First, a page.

It’s a story as old as second-wave feminism (OLD): Successful women can’t find good men. Female empowerment is killing romance! Poor men, sometimes their girlfriends pay for vacations, and sometimes their wives make more money. That must be hard. Some couples manage it, somehow — she pays for all of the big expenses, but when they’re in public he pulls out his credit card so that it doesn’t look like she’s paying. She may be the one filling the joint bank account, but when the check comes, he lays down the cash. And he always drives.
Of course, women like Bridget Jones and Miranda on Sex & the City were rejected for their success, so that is probably also the case for all 20- and 30-something women (who also all exclusively date men and define “success” as “making a lot of money” and are also mostly successful). Right? Don’t Bridget Jones and SATC have their manicured fingers on the pulse of The Lives of Getting-To-Be-Not-So-Young-Anymore Women?
Dated cultural references aside, it’s not a myth that some men (a lot of men, even) are really, really intimidated by women who make more money than them, or who are more highly-educated than them. Yes, reader, I’ve seen it first-hand. It’s true! I have said “I’m a lawyer” and have had men literally turn and walk away from me in bars (although maybe that marks them as more intelligent than I). But more men that I meet — and I’m definitely dealing with an edited pool, since the “I’m a feminist blogger” thing tends to come up relatively early and weeds out the predictable weeds — want to spend time with women who are intelligent and interesting and aren’t looking for a wallet on legs. That doesn’t necessarily mean that a woman has to be traditionally successful in the makes-a-lot-of-money way, but most men I know seem to want someone who likes what she does and has passions and interests that require some brainpower.
Of course, some also run in the other direction when it comes out that no, I don’t want babies in the next few years (yikes); some run in the other direction when it comes out that I’m a lawyer (understandable). So, you know, the “I’m ok with success” thing can come with strings — success is fine, and intelligence is good, but the other signs of traditional femininity had better be there. A lady with a big paycheck who also shaves her legs and wears skirts and puts on mascara and smiles a lot and downplays her intelligence is less intimidating than a lady with a big paycheck who doesn’t do those things. A lady who is successful at work but will take her husband’s last name and stay home for a few years when kids come is less intimidating than a lady who is successful at work but won’t do those things. You bet that men put “intimidating” on a sliding scale; even a lot of the more liberal-minded ones who wouldn’t think twice about a partner with a demanding and well-remunerated career will balk if you suggest that, say, you think your kids should have your last name if you’re the one to gestate and birth them (yes reader I have gotten into that fight, and it was nasty).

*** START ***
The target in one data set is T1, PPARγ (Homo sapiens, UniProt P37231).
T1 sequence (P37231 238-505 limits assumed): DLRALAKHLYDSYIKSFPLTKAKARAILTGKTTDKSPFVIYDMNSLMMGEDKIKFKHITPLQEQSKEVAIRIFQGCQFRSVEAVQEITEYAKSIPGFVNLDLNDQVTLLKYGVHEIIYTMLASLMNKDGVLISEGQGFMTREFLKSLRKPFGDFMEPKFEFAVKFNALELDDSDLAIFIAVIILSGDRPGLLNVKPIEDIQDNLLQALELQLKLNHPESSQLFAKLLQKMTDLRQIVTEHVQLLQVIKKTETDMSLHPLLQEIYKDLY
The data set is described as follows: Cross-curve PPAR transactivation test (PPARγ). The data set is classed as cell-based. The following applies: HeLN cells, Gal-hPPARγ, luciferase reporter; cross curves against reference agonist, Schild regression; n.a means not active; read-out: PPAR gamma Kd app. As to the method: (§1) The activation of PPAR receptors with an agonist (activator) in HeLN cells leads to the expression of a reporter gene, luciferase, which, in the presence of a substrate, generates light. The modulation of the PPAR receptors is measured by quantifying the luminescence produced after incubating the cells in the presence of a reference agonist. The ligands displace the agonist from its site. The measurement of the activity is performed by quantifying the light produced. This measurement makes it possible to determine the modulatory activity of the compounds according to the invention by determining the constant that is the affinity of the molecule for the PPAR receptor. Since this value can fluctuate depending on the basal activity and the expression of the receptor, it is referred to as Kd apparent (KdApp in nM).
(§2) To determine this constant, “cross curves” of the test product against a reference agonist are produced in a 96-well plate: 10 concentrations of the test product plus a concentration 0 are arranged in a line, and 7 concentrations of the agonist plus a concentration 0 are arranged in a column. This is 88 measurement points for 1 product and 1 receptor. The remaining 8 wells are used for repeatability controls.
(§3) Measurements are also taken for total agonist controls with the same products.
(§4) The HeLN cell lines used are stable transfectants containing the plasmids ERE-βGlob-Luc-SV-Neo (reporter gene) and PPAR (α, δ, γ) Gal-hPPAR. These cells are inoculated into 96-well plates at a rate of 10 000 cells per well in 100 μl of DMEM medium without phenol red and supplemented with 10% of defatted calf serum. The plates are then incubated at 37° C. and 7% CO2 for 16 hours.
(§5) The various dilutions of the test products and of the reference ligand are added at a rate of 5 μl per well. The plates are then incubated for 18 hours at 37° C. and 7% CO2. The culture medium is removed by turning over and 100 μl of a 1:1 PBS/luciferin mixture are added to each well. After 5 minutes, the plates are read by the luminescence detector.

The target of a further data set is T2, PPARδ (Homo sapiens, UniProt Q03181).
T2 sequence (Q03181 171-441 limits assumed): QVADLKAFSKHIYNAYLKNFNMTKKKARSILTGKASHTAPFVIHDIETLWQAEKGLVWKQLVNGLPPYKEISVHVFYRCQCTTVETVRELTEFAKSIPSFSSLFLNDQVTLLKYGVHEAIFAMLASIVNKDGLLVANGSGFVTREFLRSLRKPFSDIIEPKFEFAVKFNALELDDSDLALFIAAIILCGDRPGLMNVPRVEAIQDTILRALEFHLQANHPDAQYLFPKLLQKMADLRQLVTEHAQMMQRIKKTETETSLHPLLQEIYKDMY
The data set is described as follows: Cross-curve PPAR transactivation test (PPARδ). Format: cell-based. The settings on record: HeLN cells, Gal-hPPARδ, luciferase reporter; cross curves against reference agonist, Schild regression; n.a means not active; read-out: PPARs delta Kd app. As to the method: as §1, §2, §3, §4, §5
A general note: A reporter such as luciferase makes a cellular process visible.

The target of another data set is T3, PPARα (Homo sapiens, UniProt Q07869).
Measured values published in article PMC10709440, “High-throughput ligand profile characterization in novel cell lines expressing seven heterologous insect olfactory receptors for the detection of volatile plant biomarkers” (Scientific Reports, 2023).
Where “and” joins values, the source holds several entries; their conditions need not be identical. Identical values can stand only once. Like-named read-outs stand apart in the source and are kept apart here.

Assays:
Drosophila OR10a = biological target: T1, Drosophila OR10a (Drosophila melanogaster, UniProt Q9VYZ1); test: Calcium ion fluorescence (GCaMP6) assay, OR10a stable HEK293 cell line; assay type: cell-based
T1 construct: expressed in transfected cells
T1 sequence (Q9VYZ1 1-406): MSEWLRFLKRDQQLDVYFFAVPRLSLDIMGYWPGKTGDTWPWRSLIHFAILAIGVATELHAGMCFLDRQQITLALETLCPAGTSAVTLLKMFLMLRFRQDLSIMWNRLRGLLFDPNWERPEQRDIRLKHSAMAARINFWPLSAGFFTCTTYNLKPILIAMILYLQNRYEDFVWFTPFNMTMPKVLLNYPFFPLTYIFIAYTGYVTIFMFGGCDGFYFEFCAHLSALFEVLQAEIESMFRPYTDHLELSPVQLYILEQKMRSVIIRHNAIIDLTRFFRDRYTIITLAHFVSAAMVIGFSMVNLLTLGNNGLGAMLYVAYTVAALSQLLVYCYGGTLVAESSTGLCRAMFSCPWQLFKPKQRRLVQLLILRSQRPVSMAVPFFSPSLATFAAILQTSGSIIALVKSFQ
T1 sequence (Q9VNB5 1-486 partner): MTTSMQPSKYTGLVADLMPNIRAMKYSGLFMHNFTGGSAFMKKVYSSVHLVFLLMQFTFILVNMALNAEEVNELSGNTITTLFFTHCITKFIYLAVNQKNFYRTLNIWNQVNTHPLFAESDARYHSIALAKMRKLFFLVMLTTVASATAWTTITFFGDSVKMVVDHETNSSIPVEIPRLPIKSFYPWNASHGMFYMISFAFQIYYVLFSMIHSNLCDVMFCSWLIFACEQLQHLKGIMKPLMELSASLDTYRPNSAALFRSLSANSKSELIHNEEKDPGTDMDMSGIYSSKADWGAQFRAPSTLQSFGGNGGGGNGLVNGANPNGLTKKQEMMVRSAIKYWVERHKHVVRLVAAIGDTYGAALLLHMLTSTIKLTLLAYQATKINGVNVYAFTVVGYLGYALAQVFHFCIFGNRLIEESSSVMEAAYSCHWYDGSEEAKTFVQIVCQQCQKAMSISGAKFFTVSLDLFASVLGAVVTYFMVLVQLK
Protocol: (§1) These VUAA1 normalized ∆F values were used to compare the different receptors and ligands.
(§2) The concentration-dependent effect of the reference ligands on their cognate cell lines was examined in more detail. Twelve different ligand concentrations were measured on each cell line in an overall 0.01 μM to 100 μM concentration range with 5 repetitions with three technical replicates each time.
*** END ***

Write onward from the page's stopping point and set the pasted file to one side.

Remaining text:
But wait, ladies! There are ways to earn big and still score in the mate department:
Ms. Domscheit-Berg, who is also active in the European Women’s Management Development International Network, has three bits of advice for well-paid women: Leave the snazzy company car at home on the first date; find your life partner in your 20s, rather than your 30s, before you’ve become too successful. And go after men who draw their confidence from sources other than money, like academics and artists.
In all seriousness, that is terrible advice, especially the part about finding your life partner “before you’ve become too successful.” College-educated women are the most likely to have happy marriages, and are the least likely to view marriage as primarily a source of financial security. Men and women who marry later have lower divorce rates and more stable marriages. Financial difficulties put a lot of strain on marriage, and are a leading reason for divorce. And statistics aside, do you really want to end up with a man who is threatened by a successful woman? This is just anecdotal, but from what I’ve seen, insecure, gender-traditional misogynists don’t make the best of partners (weird). Let’s not whitewash the reality that a lot of men are intimidated by successful women, to varying degrees, but enough aren’t that it really isn’t so impossible to find someone pretty great. (Even Miranda did it, right girls?) Or at least, it doesn’t require partnering up early to make sure you snag someone before you could possibly start to intimidate him with your ever-growing lady-brain. It definitely doesn’t require hiding your car (or even painting that shit pink).
Plus, boycotting relationships with intimidated-by-women men will eventually edge them out of the gene pool (and will edge their mentality out of our culture). That wouldn’t be so bad.
- Where Have All the Good Men Gone? by Jill February 21, 2011
- David Brooks has a question. by Jill March 30, 2010
- Are Men Intimidated By Successful Women? by Jill April 5, 2006
- One woman’s whinefest is another woman’s tragedy by zuzu September 25, 2007
- So it turns out that the gays are going to ruin your marriage after all. by Jill September 20, 2008